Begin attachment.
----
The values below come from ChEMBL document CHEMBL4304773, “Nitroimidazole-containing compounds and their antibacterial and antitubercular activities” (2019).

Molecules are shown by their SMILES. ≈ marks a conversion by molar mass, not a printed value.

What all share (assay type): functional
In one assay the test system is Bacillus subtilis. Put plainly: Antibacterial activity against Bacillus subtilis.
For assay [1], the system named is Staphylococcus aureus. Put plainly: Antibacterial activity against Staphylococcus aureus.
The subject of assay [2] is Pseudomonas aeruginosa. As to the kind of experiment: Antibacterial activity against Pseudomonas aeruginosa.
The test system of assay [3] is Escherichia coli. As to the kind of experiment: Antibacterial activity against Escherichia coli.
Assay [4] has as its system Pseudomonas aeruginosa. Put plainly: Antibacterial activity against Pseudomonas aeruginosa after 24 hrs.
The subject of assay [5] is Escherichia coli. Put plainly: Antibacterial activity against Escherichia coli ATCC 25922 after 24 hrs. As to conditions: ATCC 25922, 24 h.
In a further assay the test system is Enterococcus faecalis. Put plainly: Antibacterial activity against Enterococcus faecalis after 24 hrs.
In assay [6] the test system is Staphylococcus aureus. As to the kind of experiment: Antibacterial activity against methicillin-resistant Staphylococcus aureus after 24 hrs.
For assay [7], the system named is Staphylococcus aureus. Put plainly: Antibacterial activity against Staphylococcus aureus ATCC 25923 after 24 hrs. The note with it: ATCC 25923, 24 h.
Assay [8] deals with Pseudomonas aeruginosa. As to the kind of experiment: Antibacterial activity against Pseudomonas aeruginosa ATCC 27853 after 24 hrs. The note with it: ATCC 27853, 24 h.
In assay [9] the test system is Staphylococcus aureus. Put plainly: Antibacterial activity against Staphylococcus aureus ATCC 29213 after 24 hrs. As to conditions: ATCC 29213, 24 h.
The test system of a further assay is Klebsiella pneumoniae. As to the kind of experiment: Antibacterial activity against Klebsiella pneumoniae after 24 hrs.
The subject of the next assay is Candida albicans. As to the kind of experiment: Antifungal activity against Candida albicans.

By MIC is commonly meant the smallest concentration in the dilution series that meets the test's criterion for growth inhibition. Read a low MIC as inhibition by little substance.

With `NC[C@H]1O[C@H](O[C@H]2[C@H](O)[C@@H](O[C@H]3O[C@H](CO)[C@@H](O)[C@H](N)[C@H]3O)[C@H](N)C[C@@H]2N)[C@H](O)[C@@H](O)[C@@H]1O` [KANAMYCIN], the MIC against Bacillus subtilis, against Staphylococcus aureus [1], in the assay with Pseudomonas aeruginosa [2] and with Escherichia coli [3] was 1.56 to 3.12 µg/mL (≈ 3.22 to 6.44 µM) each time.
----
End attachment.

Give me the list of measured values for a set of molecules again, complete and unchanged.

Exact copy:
The values below come from ChEMBL document CHEMBL4304773, “Nitroimidazole-containing compounds and their antibacterial and antitubercular activities” (2019).

Molecules are shown by their SMILES. ≈ marks a conversion by molar mass, not a printed value.

What all share (assay type): functional
In one assay the test system is Bacillus subtilis. Put plainly: Antibacterial activity against Bacillus subtilis.
For assay [1], the system named is Staphylococcus aureus. Put plainly: Antibacterial activity against Staphylococcus aureus.
The subject of assay [2] is Pseudomonas aeruginosa. As to the kind of experiment: Antibacterial activity against Pseudomonas aeruginosa.
The test system of assay [3] is Escherichia coli. As to the kind of experiment: Antibacterial activity against Escherichia coli.
Assay [4] has as its system Pseudomonas aeruginosa. Put plainly: Antibacterial activity against Pseudomonas aeruginosa after 24 hrs.
The subject of assay [5] is Escherichia coli. Put plainly: Antibacterial activity against Escherichia coli ATCC 25922 after 24 hrs. As to conditions: ATCC 25922, 24 h.
In a further assay the test system is Enterococcus faecalis. Put plainly: Antibacterial activity against Enterococcus faecalis after 24 hrs.
In assay [6] the test system is Staphylococcus aureus. As to the kind of experiment: Antibacterial activity against methicillin-resistant Staphylococcus aureus after 24 hrs.
For assay [7], the system named is Staphylococcus aureus. Put plainly: Antibacterial activity against Staphylococcus aureus ATCC 25923 after 24 hrs. The note with it: ATCC 25923, 24 h.
Assay [8] deals with Pseudomonas aeruginosa. As to the kind of experiment: Antibacterial activity against Pseudomonas aeruginosa ATCC 27853 after 24 hrs. The note with it: ATCC 27853, 24 h.
In assay [9] the test system is Staphylococcus aureus. Put plainly: Antibacterial activity against Staphylococcus aureus ATCC 29213 after 24 hrs. As to conditions: ATCC 29213, 24 h.
The test system of a further assay is Klebsiella pneumoniae. As to the kind of experiment: Antibacterial activity against Klebsiella pneumoniae after 24 hrs.
The subject of the next assay is Candida albicans. As to the kind of experiment: Antifungal activity against Candida albicans.

By MIC is commonly meant the smallest concentration in the dilution series that meets the test's criterion for growth inhibition. Read a low MIC as inhibition by little substance.

With `NC[C@H]1O[C@H](O[C@H]2[C@H](O)[C@@H](O[C@H]3O[C@H](CO)[C@@H](O)[C@H](N)[C@H]3O)[C@H](N)C[C@@H]2N)[C@H](O)[C@@H](O)[C@@H]1O` [KANAMYCIN], the MIC against Bacillus subtilis, against Staphylococcus aureus [1], in the assay with Pseudomonas aeruginosa [2] and with Escherichia coli [3] was 1.56 to 3.12 µg/mL (≈ 3.22 to 6.44 µM) each time.